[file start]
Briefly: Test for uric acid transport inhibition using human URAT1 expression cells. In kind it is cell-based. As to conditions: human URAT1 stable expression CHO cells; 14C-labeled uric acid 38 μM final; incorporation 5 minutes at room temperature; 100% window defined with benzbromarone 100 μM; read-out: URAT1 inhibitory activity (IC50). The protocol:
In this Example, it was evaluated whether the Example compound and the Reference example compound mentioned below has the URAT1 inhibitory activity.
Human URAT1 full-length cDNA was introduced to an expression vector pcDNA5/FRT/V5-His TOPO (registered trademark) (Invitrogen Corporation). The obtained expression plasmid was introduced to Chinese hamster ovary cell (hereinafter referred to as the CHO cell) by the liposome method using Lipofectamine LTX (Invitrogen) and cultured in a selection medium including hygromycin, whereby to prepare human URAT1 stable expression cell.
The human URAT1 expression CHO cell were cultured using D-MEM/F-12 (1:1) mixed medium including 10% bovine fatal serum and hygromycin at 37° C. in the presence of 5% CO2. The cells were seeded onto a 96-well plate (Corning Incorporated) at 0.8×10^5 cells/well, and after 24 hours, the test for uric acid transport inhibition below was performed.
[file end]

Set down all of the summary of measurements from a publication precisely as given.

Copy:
Briefly: Test for uric acid transport inhibition using human URAT1 expression cells. In kind it is cell-based. As to conditions: human URAT1 stable expression CHO cells; 14C-labeled uric acid 38 μM final; incorporation 5 minutes at room temperature; 100% window defined with benzbromarone 100 μM; read-out: URAT1 inhibitory activity (IC50). The protocol:
In this Example, it was evaluated whether the Example compound and the Reference example compound mentioned below has the URAT1 inhibitory activity.
Human URAT1 full-length cDNA was introduced to an expression vector pcDNA5/FRT/V5-His TOPO (registered trademark) (Invitrogen Corporation). The obtained expression plasmid was introduced to Chinese hamster ovary cell (hereinafter referred to as the CHO cell) by the liposome method using Lipofectamine LTX (Invitrogen) and cultured in a selection medium including hygromycin, whereby to prepare human URAT1 stable expression cell.
The human URAT1 expression CHO cell were cultured using D-MEM/F-12 (1:1) mixed medium including 10% bovine fatal serum and hygromycin at 37° C. in the presence of 5% CO2. The cells were seeded onto a 96-well plate (Corning Incorporated) at 0.8×10^5 cells/well, and after 24 hours, the test for uric acid transport inhibition below was performed.